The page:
Let’s talk about The Cheval Blanc Randheli Maldives. We have recently returned from this newly opened super-luxe hotel. By nature, I am not prone to harbouring grudges. However, this is not borne of some saintly forbearance on my part. Like any mercurial person it takes me all of 5 seconds to simmer down. Yet, for the past week there’s been a candle to my wick and it’s finally caught. So please excuse me if this review smacks of #firstworldproblems, but I like a good axe-grinding as much as the next woman.
The Maldives is well travelled terrain for many of my friends – but they all seemed to go to the same resort, The One and Only Maldives. Maybe it was vanity, but my fiancé and I thought to shirk this citadel of beefy neckless post-Communist charm in favour of somewhere equally good but with less self-congratulatory smugness round the pool.
The Cheval Blanc Randheli is the recently opened LVMH resort in the Maldives and the first in their hotel portfolio. The photos were full of elan and sophisticated promise.
On my last visit to the Maldives we stayed at the Anantara resort; a charming natural Island with lush vegetation, tropical flowers the size of dinner plates and a lucent turquoise lagoon. Experience builds expectations. We were crossing the equator goddamit.
From Le Cheval Blanc Maldives, I expected fireworks. Being fanned with palm leaves by the pool. Rooms out of architectural digest. Bluer skies. Coral flamingos. A talking monkey here and there.
Not a flamingo in sight. In fact, no birds at all. The only animals at the Cheval Blanc are reptiles; lizards galore and the saurian emaciated clientele. Body-envy of a notorious salad-dodger aside, prior to arrival I couldn’t dream that the island would be anything besides a lush tropical paradise. However, there are things that carefully photoshoped images do not betray – and as you will see in my photos, the resort is peculiarly photogenic.
Almost the entirety of the resort is artificial. There are no flowers. The earth is barren but for the smallest driest saplings trying to take root in the imported strata of sand and cement. Without the shelter of vegetation, everywhere you go you’re accompanied by the pervasive igneous heat.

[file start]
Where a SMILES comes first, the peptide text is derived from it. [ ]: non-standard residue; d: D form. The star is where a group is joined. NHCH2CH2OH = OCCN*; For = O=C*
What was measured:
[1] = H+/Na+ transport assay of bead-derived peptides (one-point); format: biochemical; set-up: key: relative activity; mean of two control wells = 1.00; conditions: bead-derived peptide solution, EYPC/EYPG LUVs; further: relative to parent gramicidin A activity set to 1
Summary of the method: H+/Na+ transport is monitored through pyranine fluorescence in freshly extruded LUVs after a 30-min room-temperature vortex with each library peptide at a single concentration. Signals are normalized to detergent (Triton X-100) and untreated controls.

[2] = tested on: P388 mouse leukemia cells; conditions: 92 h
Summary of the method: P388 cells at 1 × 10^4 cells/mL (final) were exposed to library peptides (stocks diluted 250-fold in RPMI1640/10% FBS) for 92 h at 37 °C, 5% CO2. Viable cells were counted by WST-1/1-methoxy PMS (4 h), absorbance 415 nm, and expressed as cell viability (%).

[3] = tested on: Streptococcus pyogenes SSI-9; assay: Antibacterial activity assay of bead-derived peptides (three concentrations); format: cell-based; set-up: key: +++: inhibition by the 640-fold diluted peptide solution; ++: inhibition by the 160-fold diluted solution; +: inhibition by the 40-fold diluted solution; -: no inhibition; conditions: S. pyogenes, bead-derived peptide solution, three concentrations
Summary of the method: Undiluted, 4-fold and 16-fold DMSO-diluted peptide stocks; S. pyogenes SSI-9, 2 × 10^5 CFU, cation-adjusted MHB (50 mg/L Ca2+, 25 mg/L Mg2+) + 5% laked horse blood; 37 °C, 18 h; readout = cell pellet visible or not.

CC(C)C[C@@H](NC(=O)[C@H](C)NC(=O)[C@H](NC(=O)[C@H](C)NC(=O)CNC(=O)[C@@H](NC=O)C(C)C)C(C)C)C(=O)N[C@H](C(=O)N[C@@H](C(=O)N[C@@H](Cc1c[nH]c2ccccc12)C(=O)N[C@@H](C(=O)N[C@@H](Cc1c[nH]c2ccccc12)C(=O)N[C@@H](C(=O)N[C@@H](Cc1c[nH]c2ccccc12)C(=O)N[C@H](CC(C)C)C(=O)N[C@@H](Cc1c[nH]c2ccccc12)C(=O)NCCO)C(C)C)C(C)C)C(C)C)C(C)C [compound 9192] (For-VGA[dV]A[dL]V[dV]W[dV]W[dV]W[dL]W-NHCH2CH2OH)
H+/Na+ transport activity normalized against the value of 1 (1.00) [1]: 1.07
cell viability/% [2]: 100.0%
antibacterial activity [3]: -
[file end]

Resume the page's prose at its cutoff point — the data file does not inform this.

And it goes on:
Practically all the Cheval Blanc’s communal areas are outdoors. I felt like a frankfurter in an Odean hot-dog machine. Apart from your air-conditioned villa, there is nowhere to hide from the swelter and sweat patches.
The design of the resort is minimalistic with the sort of fashionable sterility that simply doesn’t appeal to cluttered minds, lovers of knick-knacks and collectors of kitsch.
The villas looked, and to their credit were, stunning. Cathedralesque proportions, good amenities, subtle design choices.
The Cheval Blanc Maldives has three categories of room – beach, lagoon and garden villas. The garden villas are the priciest (£2,300 a night as opposed to £1,200), with the front part built over the lagoon and (supposedly) a lush private garden in the back.
We were promised an absolute smasher of a villa. Yet, we arrived to a villa like all the others. Furthermore, there wasn’t a garden in sight but a small dry plot with some shrubs and a hammock outback.
What’s worse, there was no sandy azure lagoon – the whole reason we went to the Maldives in the first place. Our villa overlooked a swatch of deep blue water with razor sharp coral, which quickly gave way to a 150 foot abyss. All at an extra £1100 a night.
Here lies the problem – location matters. You want to paddle in crystal water with soft creamy sand underfoot. Instead, my fiancé had to watch as his diminutive fiancée was buffeted by waves against Flintstone-sized underwater boulders – deeply unsexy. Yet, the Cheval Blanc only has six water villas where you can avoid such a fate and which are favourably positioned within the lagoon.
It took four days for us to be downgraded to a cheaper room in a better location. There was no attempt by the management to refund us the difference. No meaningful conciliatory gesture apart from a few petals in the bath-tub.
The Cheval Blanc Randheli Service
Some of the staff we encountered were genuinely excellent (the lovely Emmanuelle Seigner lookalike maître d’ at the restaurant and the smiley housekeeping who left a towel-monkeys on our bed).
However, more generally the service was indifferent and achingly slow. Even drinks took a minimum of 40 minutes to arrive as we sat there, tongues hanging like Alsatians. Similarly, waiting for a buggy to drive you (the 20 minute walk) to the room, could take 15 minutes of panting in the heat.
The resort boasts Michelin style cuisine. The food was very expensive, working out between £200 and an eye watering £1000 per dinner. And if I’m honest, not that great (although granted, the Maldives generally isn’t the best for good cuisine).
Verdict – Avoid Avoid Avoid
I really am a believer in giving praise where praise is due and in the power of honest feedback. Had we read this review before booking we probably would have picked a different hotel.